Monday, October 29, 2007

Calgon, Take Me Away


I suppose art that makes you want to puke is better than art that stirs up no feeling at all. [Insert here your favorite truism about indifference].

That said, Alex McQuilkin’s video installation entitled “Joan of Arc” at Marvelli Gallery had me literally throwing my arms up in despair. The two-channel piece juxtaposes scenes from Carl Dreyer’s seminal 1928 film rendition of the martyr’s story with images of the artist pouting unconvincingly into the camera and shaving her blown-dry locks.

Watching a white, privileged woman – with the power of art success to bolster her – comparing herself to one of history’s most legendary persecuted figures is a reflection of American arrogance, unawareness and downright stupidity.

The press release suggests that McQuilkin (at age 27) yearns to validate adolescent angst, especially in the face of condescending adults (like myself). Her goal, it seems, is to represent her suffering – through imitation, through theater. What she achieves, however, is the opposite. She comes of as a shallow fake.

5 comments:

Vanessa said...
This comment has been removed by the author.
Anonymous said...

You're read of Alex McQuilkin's Joan of Arc is as a shallow & narrow-minded as you report her work to be. You missed the point completely with your reference to teen angst & do the work a disservice by going for the easy, "privileged white woman" judgement. Not to mention the decades you set the feminist movement back with such words. The work is about so much more than the surface treatment you give it. She speaks to struggle with self, struggle with belief, and the human condition with honesty. If you are so bold as to say that a young american artist cannot touch certain subject matters becuase of your view of their successes, then you limit all art & the possibilities of cross-cultural interpretations. I'm disgusted with your bold ignorance. You should stop writing about art becuase you apparently have no concept of what it is.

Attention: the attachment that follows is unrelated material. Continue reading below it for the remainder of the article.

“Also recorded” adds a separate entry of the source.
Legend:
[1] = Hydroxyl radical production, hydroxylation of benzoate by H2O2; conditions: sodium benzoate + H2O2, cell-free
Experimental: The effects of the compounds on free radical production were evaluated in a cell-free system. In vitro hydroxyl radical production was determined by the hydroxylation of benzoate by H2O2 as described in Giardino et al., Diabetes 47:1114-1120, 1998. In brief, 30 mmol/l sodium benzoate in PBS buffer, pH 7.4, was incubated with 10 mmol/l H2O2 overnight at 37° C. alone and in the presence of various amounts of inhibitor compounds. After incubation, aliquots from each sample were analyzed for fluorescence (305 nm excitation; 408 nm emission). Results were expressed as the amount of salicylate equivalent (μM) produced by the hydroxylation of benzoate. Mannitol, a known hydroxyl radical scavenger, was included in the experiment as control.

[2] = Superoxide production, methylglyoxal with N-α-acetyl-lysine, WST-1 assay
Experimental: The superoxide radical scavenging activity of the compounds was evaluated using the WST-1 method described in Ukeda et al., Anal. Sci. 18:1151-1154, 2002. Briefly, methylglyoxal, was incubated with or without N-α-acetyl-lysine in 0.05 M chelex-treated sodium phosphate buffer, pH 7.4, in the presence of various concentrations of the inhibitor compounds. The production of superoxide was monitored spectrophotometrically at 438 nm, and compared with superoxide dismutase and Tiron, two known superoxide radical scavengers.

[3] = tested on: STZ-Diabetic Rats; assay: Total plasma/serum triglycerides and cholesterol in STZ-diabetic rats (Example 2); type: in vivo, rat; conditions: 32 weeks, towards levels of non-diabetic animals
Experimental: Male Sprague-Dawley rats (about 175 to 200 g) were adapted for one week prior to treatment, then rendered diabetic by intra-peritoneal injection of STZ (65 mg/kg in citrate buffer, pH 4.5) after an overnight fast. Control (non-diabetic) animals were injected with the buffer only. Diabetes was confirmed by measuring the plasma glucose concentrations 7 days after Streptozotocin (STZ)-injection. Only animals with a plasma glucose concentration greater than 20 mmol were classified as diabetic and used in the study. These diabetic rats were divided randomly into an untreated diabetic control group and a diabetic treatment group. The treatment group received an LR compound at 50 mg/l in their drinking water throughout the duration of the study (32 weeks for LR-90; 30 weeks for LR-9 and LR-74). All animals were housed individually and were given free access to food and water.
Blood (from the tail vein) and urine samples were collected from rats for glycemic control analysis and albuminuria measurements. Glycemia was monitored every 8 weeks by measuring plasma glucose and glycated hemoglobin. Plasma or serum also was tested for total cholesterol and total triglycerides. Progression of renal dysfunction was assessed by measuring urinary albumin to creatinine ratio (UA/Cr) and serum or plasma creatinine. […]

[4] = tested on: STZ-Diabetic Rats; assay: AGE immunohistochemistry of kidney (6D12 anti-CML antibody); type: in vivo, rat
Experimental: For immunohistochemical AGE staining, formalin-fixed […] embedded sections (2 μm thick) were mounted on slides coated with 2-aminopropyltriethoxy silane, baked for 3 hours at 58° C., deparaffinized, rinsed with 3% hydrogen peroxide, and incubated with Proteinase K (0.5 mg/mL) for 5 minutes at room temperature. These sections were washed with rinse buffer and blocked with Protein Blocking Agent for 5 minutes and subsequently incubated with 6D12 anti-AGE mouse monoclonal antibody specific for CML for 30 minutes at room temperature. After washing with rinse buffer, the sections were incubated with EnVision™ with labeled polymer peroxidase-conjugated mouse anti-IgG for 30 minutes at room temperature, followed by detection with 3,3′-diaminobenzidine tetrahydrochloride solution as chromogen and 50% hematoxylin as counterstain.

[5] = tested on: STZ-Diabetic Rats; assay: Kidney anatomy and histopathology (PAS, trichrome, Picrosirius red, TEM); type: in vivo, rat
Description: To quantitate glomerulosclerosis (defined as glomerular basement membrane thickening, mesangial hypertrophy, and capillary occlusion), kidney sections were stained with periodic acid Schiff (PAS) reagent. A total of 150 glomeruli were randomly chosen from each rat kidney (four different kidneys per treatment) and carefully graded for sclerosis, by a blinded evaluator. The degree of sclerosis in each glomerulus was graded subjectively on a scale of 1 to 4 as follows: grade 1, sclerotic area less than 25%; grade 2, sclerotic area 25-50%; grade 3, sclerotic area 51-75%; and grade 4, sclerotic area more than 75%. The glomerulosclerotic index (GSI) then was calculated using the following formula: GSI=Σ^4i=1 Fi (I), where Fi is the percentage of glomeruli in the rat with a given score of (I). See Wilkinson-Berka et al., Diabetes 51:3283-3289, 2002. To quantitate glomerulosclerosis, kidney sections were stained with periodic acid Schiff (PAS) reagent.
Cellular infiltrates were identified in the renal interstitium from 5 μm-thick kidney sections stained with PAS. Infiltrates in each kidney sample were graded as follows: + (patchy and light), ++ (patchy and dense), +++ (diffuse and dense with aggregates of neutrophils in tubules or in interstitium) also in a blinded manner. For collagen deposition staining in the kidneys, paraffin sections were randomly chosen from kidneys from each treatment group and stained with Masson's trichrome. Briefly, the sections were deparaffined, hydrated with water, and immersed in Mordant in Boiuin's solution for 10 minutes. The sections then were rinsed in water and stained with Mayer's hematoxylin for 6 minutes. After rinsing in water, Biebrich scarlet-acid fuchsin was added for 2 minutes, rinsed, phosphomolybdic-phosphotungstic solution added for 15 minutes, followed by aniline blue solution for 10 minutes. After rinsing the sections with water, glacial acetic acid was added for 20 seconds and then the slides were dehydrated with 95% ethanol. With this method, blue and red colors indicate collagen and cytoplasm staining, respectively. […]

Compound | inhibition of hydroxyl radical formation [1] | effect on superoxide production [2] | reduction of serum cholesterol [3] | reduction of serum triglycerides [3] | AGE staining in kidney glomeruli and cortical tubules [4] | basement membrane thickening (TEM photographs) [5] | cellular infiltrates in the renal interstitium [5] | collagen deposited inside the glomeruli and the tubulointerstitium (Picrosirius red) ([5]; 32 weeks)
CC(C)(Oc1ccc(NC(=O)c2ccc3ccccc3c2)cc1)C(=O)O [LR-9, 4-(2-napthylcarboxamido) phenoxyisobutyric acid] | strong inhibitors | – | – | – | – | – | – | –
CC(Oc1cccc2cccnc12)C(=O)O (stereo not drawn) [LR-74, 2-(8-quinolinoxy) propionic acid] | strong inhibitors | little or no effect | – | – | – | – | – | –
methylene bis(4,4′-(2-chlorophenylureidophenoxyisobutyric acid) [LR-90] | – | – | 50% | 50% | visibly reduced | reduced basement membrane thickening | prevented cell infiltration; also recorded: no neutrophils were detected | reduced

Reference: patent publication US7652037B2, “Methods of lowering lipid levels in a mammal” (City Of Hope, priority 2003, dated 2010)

Molly Stevens said...

Anonymous. How bold you are to hide your name.

Have you seen the piece? Tell me, where do you see the honesty in her work? Where do you see the struggle?

And since when is criticizing a woman's work synonymous with being anti-feminist? If you are a woman, aren't we smarter than that?

Mike said...

Wow. I'll reserve my judgement of McQuilkin's piece until after I see it for myself, but I have a comment for "anonymous."

I don't see anywhere in Molly's criticism the idea that a young artist shouldn't be able to "touch certain subject matters." Rather Molly seems to have simply judged the piece to be ineffective and misquided. Despite this (and rightly so), she made no call for McQuilkin to stop making art.

On the other hand, you actually call for Molly to "stop writing about art," which I find to be quite hypocritical given the context.

And the idea that Molly single-handedly set feminism back decades with her post is just plain laughable.

Molly Stevens said...

Thanks for chiming in, Mike. I'll be interested to hear what you think if you see the video.